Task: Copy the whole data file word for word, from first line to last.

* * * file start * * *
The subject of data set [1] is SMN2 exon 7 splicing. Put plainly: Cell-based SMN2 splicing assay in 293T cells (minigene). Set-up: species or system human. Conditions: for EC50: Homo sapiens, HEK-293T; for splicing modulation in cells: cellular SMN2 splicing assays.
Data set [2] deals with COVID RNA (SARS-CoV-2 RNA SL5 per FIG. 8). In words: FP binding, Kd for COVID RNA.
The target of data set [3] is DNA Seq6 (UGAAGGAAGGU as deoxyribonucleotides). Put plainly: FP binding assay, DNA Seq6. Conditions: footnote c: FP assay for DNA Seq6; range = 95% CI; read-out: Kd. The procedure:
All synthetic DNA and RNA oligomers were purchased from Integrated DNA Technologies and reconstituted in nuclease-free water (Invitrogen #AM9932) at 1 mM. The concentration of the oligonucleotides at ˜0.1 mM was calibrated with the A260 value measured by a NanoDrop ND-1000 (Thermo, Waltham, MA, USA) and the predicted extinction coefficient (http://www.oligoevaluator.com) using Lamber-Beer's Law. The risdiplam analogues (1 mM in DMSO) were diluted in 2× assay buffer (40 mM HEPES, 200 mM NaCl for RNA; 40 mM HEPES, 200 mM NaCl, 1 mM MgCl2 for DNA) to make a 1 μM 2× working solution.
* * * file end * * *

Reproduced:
The subject of data set [1] is SMN2 exon 7 splicing. Put plainly: Cell-based SMN2 splicing assay in 293T cells (minigene). Set-up: species or system human. Conditions: for EC50: Homo sapiens, HEK-293T; for splicing modulation in cells: cellular SMN2 splicing assays.
Data set [2] deals with COVID RNA (SARS-CoV-2 RNA SL5 per FIG. 8). In words: FP binding, Kd for COVID RNA.
The target of data set [3] is DNA Seq6 (UGAAGGAAGGU as deoxyribonucleotides). Put plainly: FP binding assay, DNA Seq6. Conditions: footnote c: FP assay for DNA Seq6; range = 95% CI; read-out: Kd. The procedure:
All synthetic DNA and RNA oligomers were purchased from Integrated DNA Technologies and reconstituted in nuclease-free water (Invitrogen #AM9932) at 1 mM. The concentration of the oligonucleotides at ˜0.1 mM was calibrated with the A260 value measured by a NanoDrop ND-1000 (Thermo, Waltham, MA, USA) and the predicted extinction coefficient (http://www.oligoevaluator.com) using Lamber-Beer's Law. The risdiplam analogues (1 mM in DMSO) were diluted in 2× assay buffer (40 mM HEPES, 200 mM NaCl for RNA; 40 mM HEPES, 200 mM NaCl, 1 mM MgCl2 for DNA) to make a 1 μM 2× working solution.